University of Michigan students sitting around a table. Just 4 per cent of undergraduates are black, despite a longstanding goal of 10 per cent
Just 4 per cent of undergraduates at the University of Michigan are black, despite a longstanding goal of 10 per cent © Paul Sancya/AP

Nearly 50 years elapsed between the steamy day in 1973 when I moved into a cinder block dormitory room at the University of Michigan, and the day in 2019 when I dropped my youngest child off at the same flagship Midwestern university. The dorms and bathrooms had had a good half century — but not so the racial balance on campus.

In my enrolment year, nearly 7 per cent of undergraduates were black. Today’s black/African-American figure is 4 per cent — despite a 10 per cent goal espoused by the university before I got there. Detroit city, 40 miles away, is nearly 80 per cent African American and the state of Michigan, which this public institution is meant to serve, is 14 per cent black. 

That isn’t good enough. The university administration knows it — and has spent decades trying to change things. But trying is no longer enough: the antiracism protests against the brutal killing of George Floyd by police are forcing us to find better ways to tackle racial inequality.

My alma mater is not alone: black students are under-represented at four-year public colleges and universities in 37 of the 41 US states examined in a recent report by the Education Trust, a research and advocacy group. Michigan is placed in the bottom five.

The blame for this lies partly in law, partly in culture, partly in the electorate and partly in college coffers. In the late 1990s, the University of Michigan became the focus of a national debate about whether it was fair, or constitutional, to use race as a factor in allocating spots at highly competitive universities. In 2003, it lost a critical US Supreme Court case for awarding extra points to black undergraduate applicants. Then, in 2006, voters passed the Michigan Civil Rights Initiative, which amended the state constitution to ban public entities from giving preferential treatment on the basis of race. Undergraduate black enrolment at my university has since halved, from a peak of 8.8 per cent in 1997.

But law is not the only problem, says Erica Sanders, head of undergraduate admissions and an African American. “There is a national systemic issue” of underfunding US public education in pre-university years, she says, adding that Detroit’s school system has never recovered from the 2009 recession.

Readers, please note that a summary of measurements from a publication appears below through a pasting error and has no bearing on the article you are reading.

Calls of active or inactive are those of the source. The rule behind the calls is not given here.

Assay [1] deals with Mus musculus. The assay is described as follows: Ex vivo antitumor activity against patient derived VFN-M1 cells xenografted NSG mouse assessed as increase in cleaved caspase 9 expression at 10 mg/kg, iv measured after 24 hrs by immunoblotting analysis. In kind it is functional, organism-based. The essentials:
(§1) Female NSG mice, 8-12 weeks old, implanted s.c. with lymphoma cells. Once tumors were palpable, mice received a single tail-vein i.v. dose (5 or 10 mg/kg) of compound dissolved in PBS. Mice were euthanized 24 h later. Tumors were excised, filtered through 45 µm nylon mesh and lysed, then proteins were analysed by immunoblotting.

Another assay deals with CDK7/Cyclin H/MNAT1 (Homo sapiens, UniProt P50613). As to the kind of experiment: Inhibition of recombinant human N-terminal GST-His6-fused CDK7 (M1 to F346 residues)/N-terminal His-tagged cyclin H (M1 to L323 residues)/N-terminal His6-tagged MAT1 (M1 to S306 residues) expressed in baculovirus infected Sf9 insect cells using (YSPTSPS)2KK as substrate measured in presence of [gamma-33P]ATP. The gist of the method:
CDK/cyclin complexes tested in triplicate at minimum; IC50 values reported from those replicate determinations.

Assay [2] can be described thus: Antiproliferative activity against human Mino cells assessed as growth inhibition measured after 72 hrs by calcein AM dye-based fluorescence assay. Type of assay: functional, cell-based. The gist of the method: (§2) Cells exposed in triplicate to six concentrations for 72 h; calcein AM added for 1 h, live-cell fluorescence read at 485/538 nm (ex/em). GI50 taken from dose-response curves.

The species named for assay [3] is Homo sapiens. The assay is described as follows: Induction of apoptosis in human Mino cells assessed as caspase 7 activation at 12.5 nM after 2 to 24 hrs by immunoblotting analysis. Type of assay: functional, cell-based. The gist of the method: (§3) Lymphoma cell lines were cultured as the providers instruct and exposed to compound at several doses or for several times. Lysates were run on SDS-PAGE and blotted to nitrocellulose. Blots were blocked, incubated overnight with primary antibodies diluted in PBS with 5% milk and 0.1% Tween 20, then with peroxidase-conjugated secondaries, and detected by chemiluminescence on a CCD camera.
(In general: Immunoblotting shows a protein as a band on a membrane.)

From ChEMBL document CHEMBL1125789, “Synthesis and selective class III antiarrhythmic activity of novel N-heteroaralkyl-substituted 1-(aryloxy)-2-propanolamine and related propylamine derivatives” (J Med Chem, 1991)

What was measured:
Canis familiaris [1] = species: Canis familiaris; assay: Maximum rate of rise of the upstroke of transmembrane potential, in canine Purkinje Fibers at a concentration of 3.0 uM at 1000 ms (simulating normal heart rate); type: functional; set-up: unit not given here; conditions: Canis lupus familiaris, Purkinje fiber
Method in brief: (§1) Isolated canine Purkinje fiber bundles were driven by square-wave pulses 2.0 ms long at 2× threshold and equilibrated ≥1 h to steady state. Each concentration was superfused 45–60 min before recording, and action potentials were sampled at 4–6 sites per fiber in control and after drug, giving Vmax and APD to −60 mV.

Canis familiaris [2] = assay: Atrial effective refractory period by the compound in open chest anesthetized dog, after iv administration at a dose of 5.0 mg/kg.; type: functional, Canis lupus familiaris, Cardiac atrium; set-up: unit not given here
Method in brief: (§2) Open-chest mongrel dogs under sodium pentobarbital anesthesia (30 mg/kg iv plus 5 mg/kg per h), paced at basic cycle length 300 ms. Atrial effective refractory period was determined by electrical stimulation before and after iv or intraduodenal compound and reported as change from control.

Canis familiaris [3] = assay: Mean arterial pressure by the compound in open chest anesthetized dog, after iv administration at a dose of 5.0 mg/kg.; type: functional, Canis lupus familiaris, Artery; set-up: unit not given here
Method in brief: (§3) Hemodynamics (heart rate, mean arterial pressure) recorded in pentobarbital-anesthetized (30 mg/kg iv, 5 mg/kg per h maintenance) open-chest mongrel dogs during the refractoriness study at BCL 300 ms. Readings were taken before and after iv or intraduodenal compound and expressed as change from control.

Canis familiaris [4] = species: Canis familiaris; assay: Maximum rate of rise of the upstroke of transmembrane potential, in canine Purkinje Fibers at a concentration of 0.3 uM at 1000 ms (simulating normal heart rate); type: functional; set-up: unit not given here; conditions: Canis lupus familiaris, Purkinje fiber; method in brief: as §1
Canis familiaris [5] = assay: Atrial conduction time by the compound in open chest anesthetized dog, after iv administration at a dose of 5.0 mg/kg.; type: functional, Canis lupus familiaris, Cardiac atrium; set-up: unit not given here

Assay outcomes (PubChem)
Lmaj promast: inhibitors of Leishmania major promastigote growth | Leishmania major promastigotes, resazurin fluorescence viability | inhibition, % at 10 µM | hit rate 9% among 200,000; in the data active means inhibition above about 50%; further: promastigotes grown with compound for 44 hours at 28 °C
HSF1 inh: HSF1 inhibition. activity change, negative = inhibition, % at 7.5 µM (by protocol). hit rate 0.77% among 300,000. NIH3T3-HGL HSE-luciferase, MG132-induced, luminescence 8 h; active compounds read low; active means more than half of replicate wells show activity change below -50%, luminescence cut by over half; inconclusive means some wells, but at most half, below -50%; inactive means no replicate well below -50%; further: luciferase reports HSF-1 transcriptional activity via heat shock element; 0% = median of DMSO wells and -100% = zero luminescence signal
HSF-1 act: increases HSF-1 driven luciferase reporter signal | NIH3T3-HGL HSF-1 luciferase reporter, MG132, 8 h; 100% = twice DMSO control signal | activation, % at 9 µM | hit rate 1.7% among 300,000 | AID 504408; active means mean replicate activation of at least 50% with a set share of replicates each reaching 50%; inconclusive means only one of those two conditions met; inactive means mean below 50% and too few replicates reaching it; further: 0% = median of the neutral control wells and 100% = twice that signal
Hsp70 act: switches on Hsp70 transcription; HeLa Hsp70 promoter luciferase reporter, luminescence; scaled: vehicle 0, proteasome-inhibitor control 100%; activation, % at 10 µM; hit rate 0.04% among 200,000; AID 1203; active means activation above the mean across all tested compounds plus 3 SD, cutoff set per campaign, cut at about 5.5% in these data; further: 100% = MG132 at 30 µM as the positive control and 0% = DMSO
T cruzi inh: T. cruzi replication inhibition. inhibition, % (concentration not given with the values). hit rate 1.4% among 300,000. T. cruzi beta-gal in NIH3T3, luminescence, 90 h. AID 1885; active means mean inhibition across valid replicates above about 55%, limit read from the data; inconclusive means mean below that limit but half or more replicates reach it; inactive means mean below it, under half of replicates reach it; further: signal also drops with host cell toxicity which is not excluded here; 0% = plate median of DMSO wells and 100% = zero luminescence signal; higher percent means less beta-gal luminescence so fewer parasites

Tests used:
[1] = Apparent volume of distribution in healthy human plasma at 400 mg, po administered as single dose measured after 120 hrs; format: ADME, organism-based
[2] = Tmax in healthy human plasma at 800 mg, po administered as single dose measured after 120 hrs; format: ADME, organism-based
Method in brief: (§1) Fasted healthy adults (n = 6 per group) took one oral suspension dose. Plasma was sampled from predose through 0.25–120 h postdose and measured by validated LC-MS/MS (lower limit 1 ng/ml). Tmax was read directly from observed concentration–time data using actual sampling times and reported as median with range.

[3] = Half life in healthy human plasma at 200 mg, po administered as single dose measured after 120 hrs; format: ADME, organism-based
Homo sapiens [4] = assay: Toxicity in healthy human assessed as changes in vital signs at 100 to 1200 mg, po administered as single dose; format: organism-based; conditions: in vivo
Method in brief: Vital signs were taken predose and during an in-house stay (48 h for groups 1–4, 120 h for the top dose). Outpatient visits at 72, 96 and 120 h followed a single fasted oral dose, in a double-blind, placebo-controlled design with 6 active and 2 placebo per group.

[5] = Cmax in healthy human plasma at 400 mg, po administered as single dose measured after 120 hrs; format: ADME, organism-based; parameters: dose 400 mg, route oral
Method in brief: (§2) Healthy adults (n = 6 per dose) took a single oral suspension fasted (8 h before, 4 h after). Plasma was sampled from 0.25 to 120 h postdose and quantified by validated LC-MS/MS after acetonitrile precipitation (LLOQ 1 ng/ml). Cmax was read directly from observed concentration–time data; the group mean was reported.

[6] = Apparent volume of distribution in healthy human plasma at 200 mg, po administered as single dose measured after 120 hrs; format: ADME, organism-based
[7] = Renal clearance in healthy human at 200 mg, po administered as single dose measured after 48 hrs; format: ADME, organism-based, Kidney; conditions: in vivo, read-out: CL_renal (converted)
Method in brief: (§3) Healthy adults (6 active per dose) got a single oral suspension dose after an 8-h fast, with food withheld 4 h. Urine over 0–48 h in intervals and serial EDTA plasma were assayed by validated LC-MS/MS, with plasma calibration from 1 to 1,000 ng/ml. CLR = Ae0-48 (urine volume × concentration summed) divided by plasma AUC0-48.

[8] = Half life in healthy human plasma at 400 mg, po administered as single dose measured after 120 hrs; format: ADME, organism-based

“The established [applicant] pipelines from Detroit are just not nearly as strong as they once were and this has affected recruitment,” says Matthew Countryman, chair of the university’s department of Afroamerican and African Studies, also an African American. He says the campus and surrounding city of Ann Arbor “are seen as not particularly welcoming” to minorities. “And the rent market is very expensive.”

Alexxus Lige, peace officer of the university’s Black Student Union, says she is speaking for herself when she notes that a big hurdle in attracting black applicants is “the lived experience of the black students already here”. When she was applying to attend, after the election of Donald Trump as US president in 2016, a famous campus landmark was defaced by racist slurs. “The atmosphere on campus reflected the racial atmosphere in the country,” she says. “Sometimes the racial climate can be more than you’re willing to put up with.” She adds: “The university hasn’t put into action plans to create a racially equal campus climate.”

University president Mark Schlissel admitted, in a virtual town hall after the killing of Floyd, that “we’ve not done a good enough job developing a diverse student body”, adding, “you know we’re not allowed to play numbers but we know we’re a long way away from identifying all the talented kids with black faces . . . that could come [here]”.

“The question to be asked is: if what you’re doing is stuck, what more could you do?” says Mr Countryman, suggesting the university could call for a referendum to overturn the ban on affirmative action.

In 2003, Supreme Court Justice Sandra Day O’Connor wrote: “We expect that 25 years from now, the use of racial preferences will no longer be necessary”. Her deadline is on the horizon, but racial equality in higher education is not. My alma mater must finally tackle the problem of race identified so long ago. We have not got another 50 years to wait.

patti.waldmeir@ft.com

Letters in response to this column:

A critical view of the role of unions in US schools / From Luke Popovich, Washington DC, US

Another prognosis of crisis in race inequality / From Michael Ledzion, Cambridge, UK

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